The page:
By Kerry Dean Feldman (MAnth'70; PhD'73)
(Five Star, 371 pages; 2022)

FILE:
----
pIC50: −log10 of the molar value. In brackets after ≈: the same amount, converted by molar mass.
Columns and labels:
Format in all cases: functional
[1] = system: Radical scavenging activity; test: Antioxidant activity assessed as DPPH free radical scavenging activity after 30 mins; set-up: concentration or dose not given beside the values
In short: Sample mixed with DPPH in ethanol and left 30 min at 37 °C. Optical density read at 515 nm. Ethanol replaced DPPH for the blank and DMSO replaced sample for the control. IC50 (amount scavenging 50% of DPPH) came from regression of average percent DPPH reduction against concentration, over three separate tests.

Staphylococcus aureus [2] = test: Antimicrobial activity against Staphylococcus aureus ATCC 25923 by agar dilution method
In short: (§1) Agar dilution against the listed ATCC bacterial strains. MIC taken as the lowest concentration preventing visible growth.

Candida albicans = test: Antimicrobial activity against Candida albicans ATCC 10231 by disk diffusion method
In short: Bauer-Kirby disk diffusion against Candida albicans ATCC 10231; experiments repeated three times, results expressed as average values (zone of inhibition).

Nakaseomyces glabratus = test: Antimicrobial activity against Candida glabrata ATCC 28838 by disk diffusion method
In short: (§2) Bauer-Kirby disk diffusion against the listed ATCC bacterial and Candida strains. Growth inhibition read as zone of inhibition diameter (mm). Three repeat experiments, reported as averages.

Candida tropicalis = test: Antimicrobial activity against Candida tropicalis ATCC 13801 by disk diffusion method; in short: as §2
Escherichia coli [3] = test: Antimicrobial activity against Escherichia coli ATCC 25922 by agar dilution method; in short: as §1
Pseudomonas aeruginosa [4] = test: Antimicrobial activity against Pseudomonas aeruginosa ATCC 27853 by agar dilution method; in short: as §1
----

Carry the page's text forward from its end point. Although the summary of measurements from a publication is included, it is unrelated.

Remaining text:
Alice's Trading Post is the story of an untamable, unforgettable woman with a wry wit who lived 103 adventurous years. She survives all the west could throw at a woman, fights to be herself, live free, and find love. Treat her with respect; you walk away safe. If not, there will be consequences. Alice never met her young Army of the West officer father stationed in Oregon Territory, the 1860s. She's raised like a boy by her Canadian trapper stepfather and lovely, feisty, Indian mother alongside the Columbia River. She can shoot a beaver eye at a hundred paces, doesn't know how to cook or sew, can fight blade up with knives, hunt bear on her own never wears a dress. This idyllic life in the Willamette Valley ends when she begins her woman moons, and her family travels across the Mullan Road to wild Fort Benton on Upper Missouri, Montana Territory. Circumstances force her mother to trade her to an old fur trader. Young Alice must learn how to become a woman on her own, wonder if she's Indian like her mother or white like her father. She longs for family, love, and knowing where she fits in a violent Plains era. Alice's stories are found, as recorded by her grandson, under her burnt-out trading post in South Dakota, then transcribed by the Buffalo Gap Historical Society.